Town Crier

TEWKSBURY — On Thursday, Nov. 5, the Tewksbury Board of Health held a special meeting to discuss ac­tion taken by the town sanitarian against Li­sa’s Pizza, 2312 Main St. The owners requested a public hearing to ad­dress the suspension of their permit to operate a food establishment as stated in an Oct. 30, 2020 notice.

Representing Lisa’s Pizza were co-owners Danny Nasr and David Arshakayan, attorney Gordon Glass, and Food Safety Consultant Ei­leen Hicks.

Chairman Raymond Barry prefaced the hearing by explaining the food establishment inspection process in Tewksbury; the department issues 150 food permits per year and would like to do inspections twice per year. Due to limited staff and now the COVID-19 pandemic, the department cannot keep pace.

That said, Barry ex­plained that when the health department does visit a food establishment, it is not with the intent of educating the business owner, rather the hope is that it is just a check-in and that all procedures are being followed, and the owners are “maintaining high standards.”

Additionally, Barry ex­plained that the infrequency of health inspections does not absolve the food establishment owner of following the rules as laid out in their initial permit to operate.

Health Department Di­rector Susan Sawyer explained that it is not common for her office to have to take this kind of action for a food establishment in Tewksbury, but it does happen. In the case of Lisa’s Pizza, a resident contacted the health de­partment regarding a general cleanliness complaint.

Town Sanitarian Shan­non Sullivan investigated the complaint on Oct. 29. As Sullivan was documen­ting findings, it was clear that the situation “rose to a level that was unsafe for the public to eat food from that establishment.”

Sullivan closed the establishment and then Sawyer and Sullivan met with the owners the next day, going over point by point the is­sues that resulted in the suspension of the permit to operate a food establishment.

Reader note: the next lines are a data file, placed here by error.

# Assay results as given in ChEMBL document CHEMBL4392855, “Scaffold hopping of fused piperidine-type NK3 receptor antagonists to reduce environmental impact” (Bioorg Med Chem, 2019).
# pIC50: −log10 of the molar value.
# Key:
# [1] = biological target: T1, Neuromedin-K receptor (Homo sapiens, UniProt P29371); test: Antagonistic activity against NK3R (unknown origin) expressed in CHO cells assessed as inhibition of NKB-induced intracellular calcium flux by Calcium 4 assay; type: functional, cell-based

During the hearing, which was broadcast via Webex and posted on the town’s YouTube channel, documented issues were read by Sawyer “including but not limited to improper sanitization practices, improper cooling of time/temperature-controlled foods, staff not properly trained in food safety practices, (and) food contact with surfaces soiled.”

The attorney for Lisa’s Pizza outlined the steps that Sawyer had provided to the owners in order to come into compliance. Glass stated that the owners promptly hired a food service consultant, Eileen Hicks.

Hicks expressed that she would like to watch the operation live so that she can make adjustments “on the spot” to keep employees in compliance with the Food Code. Hicks provided a “crash course” initially when retained by the owners. The Food Code is an FDA directive for safeguarding public health and ensuring that food is unadulterated when presented to the consumer.

Chairman Barry ex­plain­ed that a food safety consultant is a standard recommendation, including an action plan and training plan. Barry referen­c­ed a checklist of good practices and that the consultant is typically re­tained for a period of time. Copies of monthly inspection reports are provided to the board to ensure “a long term solution” is reached, according to Bar­ry.

Chairman Barry asked the owners about their experience and both ex­pressed long and varied backgrounds in food service. Chairman Barry said that he was “puzzled” how two owners with such ex­perience could let their establishment operate in such a manner, but wanted to be sure that any plan that was agreed upon was followed.

The attorney for the owners expressed concern to have the operation re-opened as quickly as possible. Barry asked what conditions must be met before the health department conducts a reinspection.

Sawyer explained that part of the department’s job is to educate and ex­plain to owners that it is expected that the Food Code is followed.

“We want you to be excited when we visit, to show us that yes, you’ve been doing what’s been recommended.”

Sawyer explained there is a clear path in the Food Code from when an establishment is closed to when it can open again.

“We want to empower the professional to come up with the best plan for that particular restaurant.”

The meeting concluded with a motion by the board that the owners contract with their consultant for an initial period of six months, provide periodic reports to the board, a planogram of the equipment in the facility including serial numbers, and assurance of training on “the big dipper” grease trap used in the facility.

No date for re-inspection or opening was provided at the meeting; however, when contacted for an update, Sawyer indicated the shop had re-opened on Nov. 7. According to Saw­yer, the owners will continue to work with their consultant for a period of time and she will be communicating with the Health Dept. as needed.

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